As shown in
The main substrate 232 has a plane 232 a, which faces the second surface of the mirror chip 210. Each of the bonding portions 236 projects from the plane 232 a of the main substrate 232, and has a flat bonding surface 236 a disposed substantially in parallel to the plane 232 a. Similarly, each of the attachment portions 238 projects from the plane 232 a of the main substrate 232, and has a flat attachment surface 238 a disposed substantially in parallel to the plane 232 a. The bonding portions 236 and attachment portions 238 are integrally formed, for example, with the main substrate 232, but may be separate members fixed to the main substrate 232 by means such as adhesion.
The rigid substrate 240 is a wiring substrate having wirings for electric connection to the outside. The wiring substrate 240 is within the plane 232 a of the main substrate 232. That is, the wiring substrate 240 does not project from the main substrate 232. This effectively prevents disconnection by contact with other members during assembly of the optical deflector. The wiring substrate 240 is elongated and extended substantially in a U shape, and has opposite ends thereof positioned in the vicinity of the bonding portions 236.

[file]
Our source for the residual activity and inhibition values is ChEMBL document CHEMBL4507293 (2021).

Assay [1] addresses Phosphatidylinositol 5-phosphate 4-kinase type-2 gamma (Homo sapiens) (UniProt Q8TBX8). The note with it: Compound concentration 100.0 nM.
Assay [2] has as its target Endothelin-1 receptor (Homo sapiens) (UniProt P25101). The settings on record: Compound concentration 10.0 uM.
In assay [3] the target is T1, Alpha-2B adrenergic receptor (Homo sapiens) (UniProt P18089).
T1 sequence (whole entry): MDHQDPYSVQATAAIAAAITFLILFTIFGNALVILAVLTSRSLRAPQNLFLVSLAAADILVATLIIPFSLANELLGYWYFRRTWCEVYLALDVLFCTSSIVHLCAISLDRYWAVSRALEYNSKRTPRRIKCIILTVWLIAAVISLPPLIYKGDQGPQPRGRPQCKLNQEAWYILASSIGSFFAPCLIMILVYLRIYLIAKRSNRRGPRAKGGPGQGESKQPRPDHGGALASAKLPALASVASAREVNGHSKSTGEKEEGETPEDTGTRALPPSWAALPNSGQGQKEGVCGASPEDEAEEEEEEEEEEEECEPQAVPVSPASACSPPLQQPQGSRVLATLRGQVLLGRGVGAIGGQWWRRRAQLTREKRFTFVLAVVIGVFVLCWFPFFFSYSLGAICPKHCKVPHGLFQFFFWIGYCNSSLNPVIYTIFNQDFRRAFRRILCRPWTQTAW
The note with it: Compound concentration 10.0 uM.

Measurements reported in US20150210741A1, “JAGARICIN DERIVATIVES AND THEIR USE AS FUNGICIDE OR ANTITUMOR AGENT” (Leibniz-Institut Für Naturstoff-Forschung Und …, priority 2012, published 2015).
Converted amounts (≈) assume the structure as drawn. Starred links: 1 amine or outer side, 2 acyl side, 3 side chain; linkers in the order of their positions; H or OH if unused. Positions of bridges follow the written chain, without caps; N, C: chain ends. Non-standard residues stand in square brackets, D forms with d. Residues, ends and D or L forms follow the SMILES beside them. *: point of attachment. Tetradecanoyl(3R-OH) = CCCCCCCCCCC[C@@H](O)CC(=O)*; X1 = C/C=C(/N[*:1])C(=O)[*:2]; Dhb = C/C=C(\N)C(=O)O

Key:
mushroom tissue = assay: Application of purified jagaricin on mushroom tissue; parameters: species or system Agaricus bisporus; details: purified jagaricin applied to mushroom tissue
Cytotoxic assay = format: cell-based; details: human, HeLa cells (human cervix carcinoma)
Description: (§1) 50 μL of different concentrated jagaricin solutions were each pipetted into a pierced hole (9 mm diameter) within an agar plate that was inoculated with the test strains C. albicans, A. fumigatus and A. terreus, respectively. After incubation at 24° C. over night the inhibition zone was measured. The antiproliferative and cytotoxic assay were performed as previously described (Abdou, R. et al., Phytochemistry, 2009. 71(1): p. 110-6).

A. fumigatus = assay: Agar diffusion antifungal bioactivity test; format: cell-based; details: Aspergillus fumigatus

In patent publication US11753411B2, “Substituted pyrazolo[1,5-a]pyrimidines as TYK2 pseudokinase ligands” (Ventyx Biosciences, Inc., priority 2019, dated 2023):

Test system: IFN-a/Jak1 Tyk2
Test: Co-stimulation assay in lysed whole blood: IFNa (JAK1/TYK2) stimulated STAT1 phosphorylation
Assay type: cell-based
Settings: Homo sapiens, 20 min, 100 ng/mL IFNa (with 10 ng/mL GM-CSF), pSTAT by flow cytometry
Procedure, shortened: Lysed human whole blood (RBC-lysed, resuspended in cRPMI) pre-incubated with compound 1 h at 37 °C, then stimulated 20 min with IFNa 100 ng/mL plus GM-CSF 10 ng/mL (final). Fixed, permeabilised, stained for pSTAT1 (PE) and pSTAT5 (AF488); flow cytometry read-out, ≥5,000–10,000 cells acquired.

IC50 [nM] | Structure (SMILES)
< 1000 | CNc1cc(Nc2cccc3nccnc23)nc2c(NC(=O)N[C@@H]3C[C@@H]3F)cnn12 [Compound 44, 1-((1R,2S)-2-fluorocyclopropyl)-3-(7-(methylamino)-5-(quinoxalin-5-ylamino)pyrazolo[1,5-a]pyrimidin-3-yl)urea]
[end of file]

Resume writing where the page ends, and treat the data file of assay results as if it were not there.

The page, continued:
As shown in
The GND wiring 244 is connected to a GND pad disposed on the front side of the wiring substrate 240, and is further connected to a GND pad disposed on the back side of the wiring substrate 240 via a through hole. For example, the main substrate 232 has conductivity, the wiring substrate 240 is fixed to the main substrate 232 using a conductive adhesive, and the GND pad on the back side of the wiring substrate 240 is electrically connected to the main substrate 232.
However, a mode of electric connection to the external apparatus is not limited to this. For example, as shown in
A mirror chip 210A before assembly is shown in FIG. 5. The mirror chip 210A before assembly includes a frame-shaped support 212A which surrounds the movable plate 214. As shown in
When a grooves are formed beforehand in portions to be cut, and the unnecessary portions are broken along the groove, the support 212A can partially be removed easily and steadily. The grooves are formed by a half cut in etching or dicing (cutting only a part of a wafer thickness). As described in detail in U.S. Pat. No. 6,122,089, this system is effective for disposing a permanent magnet of the magnetic circuit 260 assembled later in the vicinity of the movable plate 214.
Furthermore, as shown in
As shown in